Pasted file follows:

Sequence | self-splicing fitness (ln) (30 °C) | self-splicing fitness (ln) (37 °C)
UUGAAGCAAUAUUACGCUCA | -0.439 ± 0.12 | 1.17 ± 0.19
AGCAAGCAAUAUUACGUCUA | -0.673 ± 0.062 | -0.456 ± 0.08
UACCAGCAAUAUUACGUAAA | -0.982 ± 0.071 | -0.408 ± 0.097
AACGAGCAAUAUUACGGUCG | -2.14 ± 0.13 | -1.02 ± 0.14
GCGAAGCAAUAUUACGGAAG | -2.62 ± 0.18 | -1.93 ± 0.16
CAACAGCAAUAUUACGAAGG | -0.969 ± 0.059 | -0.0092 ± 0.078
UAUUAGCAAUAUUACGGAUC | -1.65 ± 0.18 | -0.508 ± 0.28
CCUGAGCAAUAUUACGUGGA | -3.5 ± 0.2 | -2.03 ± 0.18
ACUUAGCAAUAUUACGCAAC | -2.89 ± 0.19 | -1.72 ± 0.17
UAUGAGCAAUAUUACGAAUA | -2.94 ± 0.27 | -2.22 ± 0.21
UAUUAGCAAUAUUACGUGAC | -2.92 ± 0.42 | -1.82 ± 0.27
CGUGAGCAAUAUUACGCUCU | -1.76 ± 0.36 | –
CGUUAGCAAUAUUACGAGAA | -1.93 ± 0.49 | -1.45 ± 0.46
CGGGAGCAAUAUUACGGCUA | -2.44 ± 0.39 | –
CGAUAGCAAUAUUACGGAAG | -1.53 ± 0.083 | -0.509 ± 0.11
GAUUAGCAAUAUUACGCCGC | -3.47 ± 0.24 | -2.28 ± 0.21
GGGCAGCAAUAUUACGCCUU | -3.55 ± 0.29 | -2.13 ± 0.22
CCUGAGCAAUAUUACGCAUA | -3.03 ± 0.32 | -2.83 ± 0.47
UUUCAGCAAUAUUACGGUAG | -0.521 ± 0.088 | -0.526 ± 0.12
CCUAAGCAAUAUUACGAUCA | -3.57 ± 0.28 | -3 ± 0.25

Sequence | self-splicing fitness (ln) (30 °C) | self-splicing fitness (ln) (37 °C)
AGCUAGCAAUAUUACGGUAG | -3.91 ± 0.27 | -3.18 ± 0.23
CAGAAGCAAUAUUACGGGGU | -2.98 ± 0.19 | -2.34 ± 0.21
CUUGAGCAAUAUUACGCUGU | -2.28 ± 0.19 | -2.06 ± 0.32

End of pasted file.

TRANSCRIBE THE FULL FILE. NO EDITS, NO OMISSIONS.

Sequence | self-splicing fitness (ln) (30 °C) | self-splicing fitness (ln) (37 °C)
UUGAAGCAAUAUUACGCUCA | -0.439 ± 0.12 | 1.17 ± 0.19
AGCAAGCAAUAUUACGUCUA | -0.673 ± 0.062 | -0.456 ± 0.08
UACCAGCAAUAUUACGUAAA | -0.982 ± 0.071 | -0.408 ± 0.097
AACGAGCAAUAUUACGGUCG | -2.14 ± 0.13 | -1.02 ± 0.14
GCGAAGCAAUAUUACGGAAG | -2.62 ± 0.18 | -1.93 ± 0.16
CAACAGCAAUAUUACGAAGG | -0.969 ± 0.059 | -0.0092 ± 0.078
UAUUAGCAAUAUUACGGAUC | -1.65 ± 0.18 | -0.508 ± 0.28
CCUGAGCAAUAUUACGUGGA | -3.5 ± 0.2 | -2.03 ± 0.18
ACUUAGCAAUAUUACGCAAC | -2.89 ± 0.19 | -1.72 ± 0.17
UAUGAGCAAUAUUACGAAUA | -2.94 ± 0.27 | -2.22 ± 0.21
UAUUAGCAAUAUUACGUGAC | -2.92 ± 0.42 | -1.82 ± 0.27
CGUGAGCAAUAUUACGCUCU | -1.76 ± 0.36 | –
CGUUAGCAAUAUUACGAGAA | -1.93 ± 0.49 | -1.45 ± 0.46
CGGGAGCAAUAUUACGGCUA | -2.44 ± 0.39 | –
CGAUAGCAAUAUUACGGAAG | -1.53 ± 0.083 | -0.509 ± 0.11
GAUUAGCAAUAUUACGCCGC | -3.47 ± 0.24 | -2.28 ± 0.21
GGGCAGCAAUAUUACGCCUU | -3.55 ± 0.29 | -2.13 ± 0.22
CCUGAGCAAUAUUACGCAUA | -3.03 ± 0.32 | -2.83 ± 0.47
UUUCAGCAAUAUUACGGUAG | -0.521 ± 0.088 | -0.526 ± 0.12
CCUAAGCAAUAUUACGAUCA | -3.57 ± 0.28 | -3 ± 0.25

Sequence | self-splicing fitness (ln) (30 °C) | self-splicing fitness (ln) (37 °C)
AGCUAGCAAUAUUACGGUAG | -3.91 ± 0.27 | -3.18 ± 0.23
CAGAAGCAAUAUUACGGGGU | -2.98 ± 0.19 | -2.34 ± 0.21
CUUGAGCAAUAUUACGCUGU | -2.28 ± 0.19 | -2.06 ± 0.32